Posted: December 13, 2022

Catona Climate Project Monitoring & Engagement

Part 1: Remote Sensing and GIS – Eyes from the Sky

Welcome to a new, four-part blog series on the monitoring components that Catona Climate uses to guarantee the highest quality in our carbon offset project investments.

Carbon offset projects offer real solutions to the climate crisis, however, how can you be sure that a project results in a tangible impact for the climate, environment, and communities on the ground?  This is where robust, multi-faceted monitoring, reporting, and verification (MRV) comes into play. At Catona Climate, we do our due diligence and take MRV very seriously.  

Every one of our projects must align with the relevant carbon registry methodology and contribute toward our internal benchmarks and impact goals.  This allows us to ensure that all of the projects in our portfolio ultimately achieve the greatest climate, community, and environmental impact possible.  We set short- and long-term targets and work with our project partners to ensure their projects are on track and delivering credible results.  This in turn gives us the crucial confidence that we are only providing the highest quality carbon credits to our customers with wide-ranging benefits in addition to CO2 removal and reduction.

Our Carbon Project Monitoring Strategy

A robust monitoring strategy relies on more than one type of data to assess progress and impact. Catona Climate uses triangulation — a holistic way to verify data and information is accurate and representative by analyzing multiple types of data or applying different monitoring methodologies.  We apply a four-part monitoring strategy across all projects in our portfolio to attain the greatest confidence in our data:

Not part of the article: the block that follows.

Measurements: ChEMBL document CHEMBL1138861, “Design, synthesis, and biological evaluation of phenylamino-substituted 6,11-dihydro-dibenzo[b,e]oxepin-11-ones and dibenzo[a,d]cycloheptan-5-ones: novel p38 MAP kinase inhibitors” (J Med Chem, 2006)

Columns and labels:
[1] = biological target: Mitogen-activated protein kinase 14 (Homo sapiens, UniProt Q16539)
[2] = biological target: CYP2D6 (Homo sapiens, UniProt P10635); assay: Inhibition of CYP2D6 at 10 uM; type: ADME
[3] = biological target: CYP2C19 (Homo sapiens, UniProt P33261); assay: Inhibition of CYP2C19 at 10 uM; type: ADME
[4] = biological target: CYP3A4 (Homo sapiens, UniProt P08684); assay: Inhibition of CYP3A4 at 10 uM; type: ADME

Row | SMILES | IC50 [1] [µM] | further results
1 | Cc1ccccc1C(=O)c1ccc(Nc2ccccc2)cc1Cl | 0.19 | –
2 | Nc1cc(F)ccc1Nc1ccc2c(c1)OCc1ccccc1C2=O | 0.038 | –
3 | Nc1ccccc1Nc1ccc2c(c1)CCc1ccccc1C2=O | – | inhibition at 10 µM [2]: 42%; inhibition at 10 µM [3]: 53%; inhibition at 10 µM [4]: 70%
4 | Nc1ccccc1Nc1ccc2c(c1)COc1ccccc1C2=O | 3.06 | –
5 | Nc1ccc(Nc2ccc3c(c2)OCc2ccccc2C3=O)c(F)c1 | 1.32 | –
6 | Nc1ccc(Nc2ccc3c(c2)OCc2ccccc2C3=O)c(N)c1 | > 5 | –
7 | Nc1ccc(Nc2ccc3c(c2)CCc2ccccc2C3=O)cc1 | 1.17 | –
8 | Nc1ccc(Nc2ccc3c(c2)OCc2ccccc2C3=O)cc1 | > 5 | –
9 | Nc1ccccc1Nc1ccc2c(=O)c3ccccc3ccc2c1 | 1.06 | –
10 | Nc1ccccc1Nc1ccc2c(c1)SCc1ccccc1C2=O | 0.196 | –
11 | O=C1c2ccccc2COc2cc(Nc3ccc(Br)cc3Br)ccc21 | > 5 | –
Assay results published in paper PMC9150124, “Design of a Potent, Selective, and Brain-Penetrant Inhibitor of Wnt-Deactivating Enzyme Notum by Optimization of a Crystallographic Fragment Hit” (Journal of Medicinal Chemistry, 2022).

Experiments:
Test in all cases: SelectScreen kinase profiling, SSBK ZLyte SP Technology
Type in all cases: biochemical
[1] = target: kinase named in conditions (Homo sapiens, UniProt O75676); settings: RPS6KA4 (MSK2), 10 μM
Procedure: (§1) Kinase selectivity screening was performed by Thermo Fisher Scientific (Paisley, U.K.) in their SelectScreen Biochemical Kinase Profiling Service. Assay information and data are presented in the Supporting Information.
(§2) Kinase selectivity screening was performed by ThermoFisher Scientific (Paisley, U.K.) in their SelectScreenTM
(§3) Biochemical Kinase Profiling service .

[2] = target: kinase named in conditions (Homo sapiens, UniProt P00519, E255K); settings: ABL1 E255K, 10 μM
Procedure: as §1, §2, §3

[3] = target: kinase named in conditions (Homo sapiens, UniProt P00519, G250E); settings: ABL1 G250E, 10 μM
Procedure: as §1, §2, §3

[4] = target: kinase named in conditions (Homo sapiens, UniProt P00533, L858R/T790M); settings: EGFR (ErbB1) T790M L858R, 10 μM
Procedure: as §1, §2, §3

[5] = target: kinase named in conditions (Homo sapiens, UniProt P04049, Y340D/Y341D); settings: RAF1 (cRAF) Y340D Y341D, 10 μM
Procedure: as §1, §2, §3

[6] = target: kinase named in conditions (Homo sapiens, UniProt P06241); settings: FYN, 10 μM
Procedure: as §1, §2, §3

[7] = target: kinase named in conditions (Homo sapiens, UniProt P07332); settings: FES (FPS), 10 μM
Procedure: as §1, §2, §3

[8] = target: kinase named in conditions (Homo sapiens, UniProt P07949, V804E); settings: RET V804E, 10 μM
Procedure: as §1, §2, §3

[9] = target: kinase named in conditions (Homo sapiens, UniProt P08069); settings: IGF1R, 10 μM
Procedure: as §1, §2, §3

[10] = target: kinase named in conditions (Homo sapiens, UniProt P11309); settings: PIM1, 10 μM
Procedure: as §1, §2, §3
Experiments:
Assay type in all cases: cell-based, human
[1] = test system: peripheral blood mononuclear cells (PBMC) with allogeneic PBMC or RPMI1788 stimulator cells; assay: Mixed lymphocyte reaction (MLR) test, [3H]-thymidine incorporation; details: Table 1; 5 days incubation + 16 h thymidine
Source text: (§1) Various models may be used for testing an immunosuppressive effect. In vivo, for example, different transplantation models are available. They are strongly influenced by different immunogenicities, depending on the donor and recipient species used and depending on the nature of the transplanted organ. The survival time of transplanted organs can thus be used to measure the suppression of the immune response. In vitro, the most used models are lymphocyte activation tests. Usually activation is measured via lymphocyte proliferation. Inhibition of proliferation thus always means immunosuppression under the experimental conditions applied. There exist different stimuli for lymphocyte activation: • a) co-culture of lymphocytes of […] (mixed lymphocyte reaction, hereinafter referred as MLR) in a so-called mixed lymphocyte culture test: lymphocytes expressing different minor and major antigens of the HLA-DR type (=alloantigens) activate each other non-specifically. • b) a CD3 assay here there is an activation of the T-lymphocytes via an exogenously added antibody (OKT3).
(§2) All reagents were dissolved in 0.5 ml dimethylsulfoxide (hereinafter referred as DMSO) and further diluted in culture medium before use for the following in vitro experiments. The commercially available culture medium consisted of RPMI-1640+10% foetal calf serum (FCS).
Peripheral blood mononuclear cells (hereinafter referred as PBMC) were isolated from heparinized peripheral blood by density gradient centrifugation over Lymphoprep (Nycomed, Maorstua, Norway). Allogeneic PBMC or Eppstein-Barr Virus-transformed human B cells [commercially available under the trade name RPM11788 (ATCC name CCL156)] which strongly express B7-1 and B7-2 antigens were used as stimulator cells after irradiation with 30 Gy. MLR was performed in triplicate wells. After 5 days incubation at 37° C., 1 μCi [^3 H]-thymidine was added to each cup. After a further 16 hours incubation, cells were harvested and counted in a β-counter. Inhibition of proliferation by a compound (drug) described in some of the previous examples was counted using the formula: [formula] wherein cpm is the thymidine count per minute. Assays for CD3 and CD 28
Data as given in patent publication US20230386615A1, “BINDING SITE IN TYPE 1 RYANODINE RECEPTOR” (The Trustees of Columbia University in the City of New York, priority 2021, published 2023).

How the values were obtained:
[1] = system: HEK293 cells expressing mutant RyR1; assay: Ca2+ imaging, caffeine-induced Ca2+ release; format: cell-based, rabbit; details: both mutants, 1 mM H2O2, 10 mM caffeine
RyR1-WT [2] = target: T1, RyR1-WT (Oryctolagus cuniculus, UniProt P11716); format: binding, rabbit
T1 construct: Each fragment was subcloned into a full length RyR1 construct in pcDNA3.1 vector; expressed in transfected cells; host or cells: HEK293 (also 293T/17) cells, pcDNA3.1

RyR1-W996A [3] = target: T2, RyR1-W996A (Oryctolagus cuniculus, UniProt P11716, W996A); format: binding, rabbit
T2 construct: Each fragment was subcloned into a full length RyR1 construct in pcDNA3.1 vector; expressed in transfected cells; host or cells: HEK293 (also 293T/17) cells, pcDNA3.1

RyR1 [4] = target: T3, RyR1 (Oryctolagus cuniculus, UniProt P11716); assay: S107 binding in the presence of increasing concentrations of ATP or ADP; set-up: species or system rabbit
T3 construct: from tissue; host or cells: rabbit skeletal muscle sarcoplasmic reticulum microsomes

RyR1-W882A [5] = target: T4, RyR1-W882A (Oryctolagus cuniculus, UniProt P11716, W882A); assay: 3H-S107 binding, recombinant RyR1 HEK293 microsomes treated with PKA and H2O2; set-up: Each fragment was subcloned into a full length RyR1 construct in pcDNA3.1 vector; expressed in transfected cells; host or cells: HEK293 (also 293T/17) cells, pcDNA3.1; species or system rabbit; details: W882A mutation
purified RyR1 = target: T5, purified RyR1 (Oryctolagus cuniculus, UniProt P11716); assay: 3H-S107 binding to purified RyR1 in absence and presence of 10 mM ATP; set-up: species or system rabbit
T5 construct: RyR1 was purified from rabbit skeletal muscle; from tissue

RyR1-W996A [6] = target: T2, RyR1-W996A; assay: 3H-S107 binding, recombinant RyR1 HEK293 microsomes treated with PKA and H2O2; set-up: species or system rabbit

1. Collaborate with project partners to ensure robust climate, environmental and community indicator data collection and analysis is occurring at the site level and shared with Catona Climate, including tree growth and survival rates, carbon biomass, crop production, biodiversity levels, soil carbon, community income generation and more;
  2. Utilize geospatial data and remote sensing to track vegetation changes, carbon biomass estimates, and threat detection across all sites in our portfolio;
  3. Conduct annual site visits to project sites to evaluate progress and outcomes, as well as identify any challenges, speak with community members engaged in the project, and assess the overall project management and monitoring practices at each site; and